Reviewed by Dan
TITLE: An Infatuation
AUTHOR: Joe Cosentino
PUBLISHER: Dreamspinner Press
LENGTH: 106 Pages
With his ten-year high school reunion approaching, Harold wonders whether Mario will be as muscular, sexy, and tantalizing as he remembers. As a teenager, it was love at first sight for Harold while tutoring football star Mario, until homophobia and bullying drove Mario deep into the closet. Now they’re both married men. Mario, a model, is miserable with his producer wife, while Harold, a teacher, is perfectly content with his businessman husband, Stuart. When the two meet again, will the old flame reignite, setting Harold’s comfortable life ablaze? How can Harold be happy with Stuart when he is still infatuated with his Adonis, his first love, Mario? Harold faces this seemingly impossible situation with inimitable wit, tenderness, and humor as he attempts to reconcile the past and the future.
A Bittersweet Dreams title: It’s an unfortunate truth: love doesn’t always conquer all. Regardless of its strength, sometimes fate intervenes, tragedy strikes, or forces conspire against it. These stories of romance do not offer a traditional happy ending, but the strong and enduring love will still touch your heart and maybe move you to tears.
When we first meet Harold, it is current day, we learn he has a partner of nearly twenty years named Stuart and they are blissfully happy. We are also taken through a brief overview of their very structured lives. Up at 7am, dinner at 6pm, bed at 11pm, the full month’s menu on the refrigerator, with everything, including their volunteer hours on Saturdays, totally structured and scheduled. I always thought I was anal retentive, but after reading about Stuart, I realize I’m totally disorganized!
Harold is sitting down to write a story about his infatuation. Stuart reminds him to start the story twenty years ago so that the readers understand, and we’re off.
Next scene, we’re twenty years in the past and being introduced to Mario. Mario comes into Chemistry class late, and the teacher assigns him to be Harold’s lab partner. Only later in the book do we find out she had an ulterior motive.
Mario and Harold couldn’t be more opposite. Mario is a football player, the class president, and one of the popular crowd; and Harold is a red haired, tuba playing, nerd, and just happens to be gay…although he isn’t out and assumes no one knows.
When Mario asks Harold to help him with some of his courses, the plot thickens. Harold quickly develops feelings for Mario, but are they returned? Over the course of the story, Mario appears to get more and more drawn to Harold, who by this time is tutoring him in all his classes, as well as writing his college entrance essays for him.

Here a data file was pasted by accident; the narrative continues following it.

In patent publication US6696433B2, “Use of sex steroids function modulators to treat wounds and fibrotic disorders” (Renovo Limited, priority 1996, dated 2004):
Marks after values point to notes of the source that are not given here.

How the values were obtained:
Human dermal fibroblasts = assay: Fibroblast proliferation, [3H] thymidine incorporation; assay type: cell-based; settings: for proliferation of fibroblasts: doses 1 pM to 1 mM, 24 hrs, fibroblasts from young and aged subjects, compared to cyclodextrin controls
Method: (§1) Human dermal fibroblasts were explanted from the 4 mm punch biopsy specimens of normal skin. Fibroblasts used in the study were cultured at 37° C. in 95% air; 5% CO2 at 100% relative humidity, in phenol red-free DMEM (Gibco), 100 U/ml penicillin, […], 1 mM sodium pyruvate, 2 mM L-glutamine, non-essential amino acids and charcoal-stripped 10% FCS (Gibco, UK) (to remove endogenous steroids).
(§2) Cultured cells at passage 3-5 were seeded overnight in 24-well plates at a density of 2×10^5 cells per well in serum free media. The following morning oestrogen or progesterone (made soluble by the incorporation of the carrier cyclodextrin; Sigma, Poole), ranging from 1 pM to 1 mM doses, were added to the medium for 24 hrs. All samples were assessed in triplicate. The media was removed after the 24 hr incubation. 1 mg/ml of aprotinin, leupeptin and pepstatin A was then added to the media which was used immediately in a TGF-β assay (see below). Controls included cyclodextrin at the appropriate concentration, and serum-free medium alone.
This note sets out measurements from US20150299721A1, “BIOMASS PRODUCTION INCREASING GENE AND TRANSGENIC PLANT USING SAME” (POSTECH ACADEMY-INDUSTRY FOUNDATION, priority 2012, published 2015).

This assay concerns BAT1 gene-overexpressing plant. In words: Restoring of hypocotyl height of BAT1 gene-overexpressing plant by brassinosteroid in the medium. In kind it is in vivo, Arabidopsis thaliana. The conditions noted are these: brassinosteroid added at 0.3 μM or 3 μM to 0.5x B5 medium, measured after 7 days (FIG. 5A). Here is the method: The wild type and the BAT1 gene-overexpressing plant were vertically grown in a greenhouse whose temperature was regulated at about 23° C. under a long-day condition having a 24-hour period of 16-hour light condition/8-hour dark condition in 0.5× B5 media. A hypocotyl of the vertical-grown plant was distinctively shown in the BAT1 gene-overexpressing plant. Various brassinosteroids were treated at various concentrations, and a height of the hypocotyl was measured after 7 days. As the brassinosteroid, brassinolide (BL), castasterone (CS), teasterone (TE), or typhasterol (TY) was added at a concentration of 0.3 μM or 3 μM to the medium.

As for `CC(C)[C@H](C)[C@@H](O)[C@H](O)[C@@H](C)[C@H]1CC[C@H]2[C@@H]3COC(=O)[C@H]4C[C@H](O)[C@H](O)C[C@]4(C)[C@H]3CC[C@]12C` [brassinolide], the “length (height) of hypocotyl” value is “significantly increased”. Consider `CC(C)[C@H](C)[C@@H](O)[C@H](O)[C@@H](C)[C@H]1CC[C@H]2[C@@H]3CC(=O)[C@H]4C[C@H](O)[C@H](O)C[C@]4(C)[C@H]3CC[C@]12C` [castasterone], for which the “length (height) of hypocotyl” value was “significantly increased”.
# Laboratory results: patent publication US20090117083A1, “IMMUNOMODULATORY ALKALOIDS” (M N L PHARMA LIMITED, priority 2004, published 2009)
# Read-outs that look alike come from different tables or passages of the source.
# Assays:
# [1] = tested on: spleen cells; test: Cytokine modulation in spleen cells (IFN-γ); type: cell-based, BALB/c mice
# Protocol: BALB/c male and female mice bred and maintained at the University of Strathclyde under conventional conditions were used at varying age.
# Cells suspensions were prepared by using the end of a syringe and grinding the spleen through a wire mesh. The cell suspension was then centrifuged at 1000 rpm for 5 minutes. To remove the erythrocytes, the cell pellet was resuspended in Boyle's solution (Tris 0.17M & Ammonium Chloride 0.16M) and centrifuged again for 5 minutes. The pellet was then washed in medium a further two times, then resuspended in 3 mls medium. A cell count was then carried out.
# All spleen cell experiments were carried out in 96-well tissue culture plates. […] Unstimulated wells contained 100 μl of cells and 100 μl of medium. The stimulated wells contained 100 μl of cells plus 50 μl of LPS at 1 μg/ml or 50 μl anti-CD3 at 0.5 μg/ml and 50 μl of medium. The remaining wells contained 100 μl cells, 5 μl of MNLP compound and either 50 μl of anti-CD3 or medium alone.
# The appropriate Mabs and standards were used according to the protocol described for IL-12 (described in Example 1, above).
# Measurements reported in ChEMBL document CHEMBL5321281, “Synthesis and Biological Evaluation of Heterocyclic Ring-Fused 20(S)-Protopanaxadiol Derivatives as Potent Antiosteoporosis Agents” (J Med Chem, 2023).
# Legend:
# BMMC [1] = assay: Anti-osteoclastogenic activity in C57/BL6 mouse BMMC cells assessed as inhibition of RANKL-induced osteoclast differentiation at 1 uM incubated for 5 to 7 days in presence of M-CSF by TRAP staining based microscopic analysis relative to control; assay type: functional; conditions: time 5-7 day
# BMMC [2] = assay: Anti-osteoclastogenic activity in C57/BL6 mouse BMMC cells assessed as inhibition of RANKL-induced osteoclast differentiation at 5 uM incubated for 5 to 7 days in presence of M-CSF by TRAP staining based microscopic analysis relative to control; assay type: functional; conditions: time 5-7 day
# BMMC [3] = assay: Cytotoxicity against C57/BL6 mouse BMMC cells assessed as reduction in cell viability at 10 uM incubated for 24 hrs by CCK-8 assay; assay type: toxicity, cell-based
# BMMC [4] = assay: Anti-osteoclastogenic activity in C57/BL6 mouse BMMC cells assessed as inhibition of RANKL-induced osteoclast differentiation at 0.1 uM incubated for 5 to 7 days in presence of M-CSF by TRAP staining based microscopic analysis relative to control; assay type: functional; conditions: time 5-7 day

Things start to fall apart though when Harold is attacked by a couple of Mario’s football buddies and almost raped. The only reason he isn’t raped is that Mario and Harold’s friend Hannah interrupt the potential rapists just as anal insertion is about to occur. The two guys get a one week suspension and then are right back at school, although they are thrown off the football team. The school principal brushes it aside by telling Harold that guys like Harold and he need to keep their heads down and not draw attention to themselves.
Harold’s heart is broken when Mario suddenly decides he is in love with the head cheerleader, and that they are going to get married eventually and what he and Harold have is unnatural and only a phase according to his priest. This has been driven home by Mario’s father telling him his uncle was gay and committed suicide by gassing himself in a car in a locked garage years before and that it was for the best because he was better off dead. The father also told Mario if he was like that he should do the same thing. This man also regularly beats his kids, so he is obviously a font of wisdom.
From there we are taken on a journey through the years, stopping at key events like a high school reunion to catch up on the boys. Harold is ever increasingly happy, Mario is the opposite. I’m not going to say any more, because it would be too easy to give away too much of the story.
I really enjoyed this book. Though I would be remiss if I didn’t say shame on you Mr. Cosentino for making this grumpy old bear get teary eyed at the ending. Great job! I recommend this book to anyone reminiscing about that one that got away.